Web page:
Therese Forton-Barnes '85 Brings Deadwood Back to Life

Therese Forton-Barnes '85 salvages the corpses of storm-ravaged trees to inspire new public art.
by Zeke Wright '07

It was peak season for watching autumn leaves in upstate New York. But on October 13, 2006, a freak snowstorm blanketed the Buffalo area with nearly two feet of snow. The still-leafy trees were particularly affected as wet snow snapped limbs and heavy winds toppled hefty trunks. The trees problem was compounded in the following days by power companies and FEMA as they pruned rigorously, struggling to get the power back on for more than 341,000 homes and businesses.

In the next few weeks, many hundreds of felled trees were being hauled away to be used for firewood. But Therese Forton-Barnes ’85 had other plans.

“These trees were 100, 150 years old,” she says, “and they were chopping them up for burning. I couldn’t let it happen.”

Having seen tree-trunk carvings at a friend’s home, Therese, who majored in planned studies at IC and now owns a special event planning business—Events to a Tee—hatched a plan to put Buffalo’s downed trees to good use. With the help of chainsaw artist Rick Pratt, Therese began collecting suitable trunks to carve into sculptures, which would be sponsored by local businesses. Via her Carvings for a Cause campaign, these sculptures would then be placed throughout the storm-damaged area.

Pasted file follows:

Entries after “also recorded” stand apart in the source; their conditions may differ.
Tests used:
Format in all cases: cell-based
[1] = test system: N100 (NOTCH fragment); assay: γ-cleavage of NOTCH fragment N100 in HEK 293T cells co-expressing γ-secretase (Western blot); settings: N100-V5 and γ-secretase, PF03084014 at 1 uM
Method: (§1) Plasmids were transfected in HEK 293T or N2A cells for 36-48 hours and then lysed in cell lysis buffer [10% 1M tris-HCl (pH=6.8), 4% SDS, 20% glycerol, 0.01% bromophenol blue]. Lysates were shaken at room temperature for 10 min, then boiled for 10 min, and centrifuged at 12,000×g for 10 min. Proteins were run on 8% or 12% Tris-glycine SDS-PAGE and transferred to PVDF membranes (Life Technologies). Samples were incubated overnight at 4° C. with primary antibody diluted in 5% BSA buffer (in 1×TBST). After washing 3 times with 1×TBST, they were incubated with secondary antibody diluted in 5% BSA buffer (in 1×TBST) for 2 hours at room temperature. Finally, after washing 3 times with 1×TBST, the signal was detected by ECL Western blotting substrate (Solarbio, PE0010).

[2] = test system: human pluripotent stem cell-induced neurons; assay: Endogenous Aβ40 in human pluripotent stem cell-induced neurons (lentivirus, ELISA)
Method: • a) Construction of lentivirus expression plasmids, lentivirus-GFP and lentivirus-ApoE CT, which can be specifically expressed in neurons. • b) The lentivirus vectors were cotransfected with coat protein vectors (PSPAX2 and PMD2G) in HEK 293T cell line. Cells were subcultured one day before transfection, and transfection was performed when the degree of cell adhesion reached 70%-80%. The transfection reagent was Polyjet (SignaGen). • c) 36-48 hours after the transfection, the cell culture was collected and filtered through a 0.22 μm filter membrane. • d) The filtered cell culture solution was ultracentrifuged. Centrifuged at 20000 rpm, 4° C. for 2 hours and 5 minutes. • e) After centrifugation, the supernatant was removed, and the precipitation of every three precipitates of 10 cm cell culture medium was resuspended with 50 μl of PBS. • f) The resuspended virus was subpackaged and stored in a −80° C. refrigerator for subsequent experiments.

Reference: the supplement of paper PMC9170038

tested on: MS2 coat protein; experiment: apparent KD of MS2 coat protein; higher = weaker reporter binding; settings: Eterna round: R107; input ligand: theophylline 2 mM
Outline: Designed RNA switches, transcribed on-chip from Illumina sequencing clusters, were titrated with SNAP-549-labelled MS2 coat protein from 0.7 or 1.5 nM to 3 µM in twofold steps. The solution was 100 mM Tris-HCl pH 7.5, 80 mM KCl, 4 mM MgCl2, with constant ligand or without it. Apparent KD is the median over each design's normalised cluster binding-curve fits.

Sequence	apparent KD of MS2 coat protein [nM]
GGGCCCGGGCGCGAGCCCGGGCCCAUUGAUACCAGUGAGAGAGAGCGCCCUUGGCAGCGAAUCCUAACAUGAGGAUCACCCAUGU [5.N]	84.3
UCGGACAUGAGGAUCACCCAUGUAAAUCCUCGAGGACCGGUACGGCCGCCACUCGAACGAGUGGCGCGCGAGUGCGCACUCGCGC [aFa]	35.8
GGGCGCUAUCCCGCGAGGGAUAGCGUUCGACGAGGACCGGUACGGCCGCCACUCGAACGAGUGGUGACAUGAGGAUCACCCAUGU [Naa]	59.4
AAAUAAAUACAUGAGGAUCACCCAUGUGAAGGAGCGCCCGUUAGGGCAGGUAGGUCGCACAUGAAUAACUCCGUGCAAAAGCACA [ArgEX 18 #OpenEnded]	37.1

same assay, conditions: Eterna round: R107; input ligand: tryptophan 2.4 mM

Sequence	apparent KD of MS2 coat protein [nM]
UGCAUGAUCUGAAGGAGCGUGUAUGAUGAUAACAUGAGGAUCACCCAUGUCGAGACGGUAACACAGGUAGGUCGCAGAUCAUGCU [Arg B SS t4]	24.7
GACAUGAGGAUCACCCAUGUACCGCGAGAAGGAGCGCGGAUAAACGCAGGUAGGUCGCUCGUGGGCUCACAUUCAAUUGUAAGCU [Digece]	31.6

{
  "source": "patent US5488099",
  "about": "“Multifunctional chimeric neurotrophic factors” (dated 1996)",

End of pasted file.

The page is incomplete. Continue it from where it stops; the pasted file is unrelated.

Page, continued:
“I was trying to do something positive [in the aftermath] of the storm,” Therese explains. Not only would the ancient trees be salvaged, but the sculptures would enhance the beauty of the greater Buffalo area. And the proceeds would go towards Re-Tree Western New York, an organization dedicated to reforesting public areas devastated after the October snowstorm.

Eventually the organization hopes to complete 80 sculptures of important historical figures and symbols. Four have been completed to date, including one of Frederick Olmsted (designer of Buffalo’s parkway system) and one of Frank Lloyd Wright. The first finished, not surprisingly, was a buffalo.

Sponsors will be able to suggest future carvings and will have some say in where the sculptures are placed. Plaques on each will display information about the carving and its sponsor.

A similar project done in Truro, Nova Scotia, in 1999 is serving as a model. Its Buffalo counterpart is following its lead by setting up an endowment for future sculpture maintenance.

Therese hopes to have an unveiling ceremony later this year. “I want to bring in 10 chainsaw artists and have a ‘chainsaw-off’ event,” she says. “These sculptures would then be auctioned off at a fundraiser that night.”

The full project will be rolled out gradually, as sponsors are found, locations determined, and carvings completed. Ultimately, Carvings for a Cause is hoped to bring in more than $100,000 for Re-Tree WNY.